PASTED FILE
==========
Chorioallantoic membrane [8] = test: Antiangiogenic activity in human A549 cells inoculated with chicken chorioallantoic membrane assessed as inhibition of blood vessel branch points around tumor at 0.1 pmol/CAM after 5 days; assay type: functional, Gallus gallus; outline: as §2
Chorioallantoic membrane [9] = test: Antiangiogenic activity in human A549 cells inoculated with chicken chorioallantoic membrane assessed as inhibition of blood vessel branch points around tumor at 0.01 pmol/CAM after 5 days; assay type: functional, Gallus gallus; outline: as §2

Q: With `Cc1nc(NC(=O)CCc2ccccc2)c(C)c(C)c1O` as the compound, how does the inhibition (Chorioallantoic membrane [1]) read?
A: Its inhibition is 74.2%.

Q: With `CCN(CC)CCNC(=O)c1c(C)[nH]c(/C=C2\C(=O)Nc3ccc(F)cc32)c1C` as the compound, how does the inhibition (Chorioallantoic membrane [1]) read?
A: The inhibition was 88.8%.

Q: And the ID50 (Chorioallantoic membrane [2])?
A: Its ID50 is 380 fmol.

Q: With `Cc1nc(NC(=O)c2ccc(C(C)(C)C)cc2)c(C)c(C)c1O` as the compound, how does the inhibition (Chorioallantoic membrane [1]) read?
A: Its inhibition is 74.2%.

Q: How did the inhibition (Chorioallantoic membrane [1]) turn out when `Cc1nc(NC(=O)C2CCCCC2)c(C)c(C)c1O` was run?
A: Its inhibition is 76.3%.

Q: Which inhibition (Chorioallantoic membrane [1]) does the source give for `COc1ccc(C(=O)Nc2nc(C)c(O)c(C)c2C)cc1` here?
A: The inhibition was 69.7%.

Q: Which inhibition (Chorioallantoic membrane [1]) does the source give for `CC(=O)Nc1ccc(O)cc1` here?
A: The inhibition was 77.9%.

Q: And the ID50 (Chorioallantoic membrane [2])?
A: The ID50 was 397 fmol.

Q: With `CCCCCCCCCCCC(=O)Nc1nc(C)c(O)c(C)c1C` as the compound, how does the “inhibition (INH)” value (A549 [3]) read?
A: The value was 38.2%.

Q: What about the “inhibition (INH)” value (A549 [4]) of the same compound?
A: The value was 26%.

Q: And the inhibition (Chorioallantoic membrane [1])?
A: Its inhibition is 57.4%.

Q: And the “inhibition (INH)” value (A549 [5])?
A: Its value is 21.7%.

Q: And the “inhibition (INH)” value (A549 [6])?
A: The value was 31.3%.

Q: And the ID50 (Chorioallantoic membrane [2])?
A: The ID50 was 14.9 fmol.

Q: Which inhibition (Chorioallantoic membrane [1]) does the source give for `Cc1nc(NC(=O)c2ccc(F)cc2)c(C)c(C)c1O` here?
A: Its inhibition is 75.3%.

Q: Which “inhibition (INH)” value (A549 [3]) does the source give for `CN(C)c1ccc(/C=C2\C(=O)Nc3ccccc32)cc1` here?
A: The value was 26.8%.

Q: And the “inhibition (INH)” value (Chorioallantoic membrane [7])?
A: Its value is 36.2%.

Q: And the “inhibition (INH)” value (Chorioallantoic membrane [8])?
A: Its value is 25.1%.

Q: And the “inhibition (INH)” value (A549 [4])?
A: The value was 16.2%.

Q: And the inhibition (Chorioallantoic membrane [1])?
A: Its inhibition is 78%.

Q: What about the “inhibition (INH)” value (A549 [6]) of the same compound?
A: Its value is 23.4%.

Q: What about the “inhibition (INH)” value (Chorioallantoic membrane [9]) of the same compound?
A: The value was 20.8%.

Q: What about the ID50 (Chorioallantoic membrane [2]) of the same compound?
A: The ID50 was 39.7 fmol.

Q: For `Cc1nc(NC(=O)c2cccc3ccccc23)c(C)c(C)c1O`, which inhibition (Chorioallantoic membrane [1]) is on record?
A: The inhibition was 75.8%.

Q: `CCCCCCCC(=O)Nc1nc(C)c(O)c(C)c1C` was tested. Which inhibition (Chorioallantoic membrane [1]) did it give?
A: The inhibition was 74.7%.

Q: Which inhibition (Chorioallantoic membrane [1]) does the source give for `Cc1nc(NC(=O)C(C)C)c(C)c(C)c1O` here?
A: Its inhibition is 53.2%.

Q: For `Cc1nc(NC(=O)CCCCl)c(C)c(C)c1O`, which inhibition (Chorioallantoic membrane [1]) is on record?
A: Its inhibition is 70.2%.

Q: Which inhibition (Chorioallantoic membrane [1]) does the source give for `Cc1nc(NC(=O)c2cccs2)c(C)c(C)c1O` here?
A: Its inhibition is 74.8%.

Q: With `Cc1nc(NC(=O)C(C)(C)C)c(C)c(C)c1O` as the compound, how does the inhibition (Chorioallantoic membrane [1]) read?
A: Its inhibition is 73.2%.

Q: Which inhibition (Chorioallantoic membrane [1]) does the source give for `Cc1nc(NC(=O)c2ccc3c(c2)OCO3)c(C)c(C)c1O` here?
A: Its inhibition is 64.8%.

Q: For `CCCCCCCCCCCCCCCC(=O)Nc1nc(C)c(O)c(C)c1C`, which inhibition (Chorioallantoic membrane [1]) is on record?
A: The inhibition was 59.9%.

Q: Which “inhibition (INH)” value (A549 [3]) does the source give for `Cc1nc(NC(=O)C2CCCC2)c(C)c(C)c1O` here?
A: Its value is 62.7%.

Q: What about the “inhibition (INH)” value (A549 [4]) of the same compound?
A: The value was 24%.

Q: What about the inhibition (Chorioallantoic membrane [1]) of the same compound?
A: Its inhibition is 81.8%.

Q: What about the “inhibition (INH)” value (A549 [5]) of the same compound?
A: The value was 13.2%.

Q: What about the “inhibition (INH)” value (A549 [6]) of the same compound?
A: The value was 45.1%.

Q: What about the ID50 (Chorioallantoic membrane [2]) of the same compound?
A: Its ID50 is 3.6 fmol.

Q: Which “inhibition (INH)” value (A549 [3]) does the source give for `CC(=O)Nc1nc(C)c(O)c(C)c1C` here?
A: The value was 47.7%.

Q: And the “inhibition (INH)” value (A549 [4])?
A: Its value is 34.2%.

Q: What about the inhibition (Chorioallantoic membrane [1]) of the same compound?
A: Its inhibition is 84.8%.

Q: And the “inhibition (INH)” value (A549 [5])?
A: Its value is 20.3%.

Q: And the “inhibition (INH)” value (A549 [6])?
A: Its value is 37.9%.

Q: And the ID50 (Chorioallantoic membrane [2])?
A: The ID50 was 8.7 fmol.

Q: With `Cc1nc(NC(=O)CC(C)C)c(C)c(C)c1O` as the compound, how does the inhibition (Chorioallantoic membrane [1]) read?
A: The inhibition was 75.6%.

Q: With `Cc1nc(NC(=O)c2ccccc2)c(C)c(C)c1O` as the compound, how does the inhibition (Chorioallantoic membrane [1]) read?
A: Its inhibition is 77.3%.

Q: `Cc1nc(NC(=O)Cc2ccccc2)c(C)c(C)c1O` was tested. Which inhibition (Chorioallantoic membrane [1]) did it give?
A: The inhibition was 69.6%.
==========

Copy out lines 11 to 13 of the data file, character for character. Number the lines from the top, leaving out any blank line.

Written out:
Q: How did the inhibition (Chorioallantoic membrane [1]) turn out when `Cc1nc(NC(=O)C2CCCCC2)c(C)c(C)c1O` was run?
A: Its inhibition is 76.3%.

Q: Which inhibition (Chorioallantoic membrane [1]) does the source give for `COc1ccc(C(=O)Nc2nc(C)c(O)c(C)c2C)cc1` here?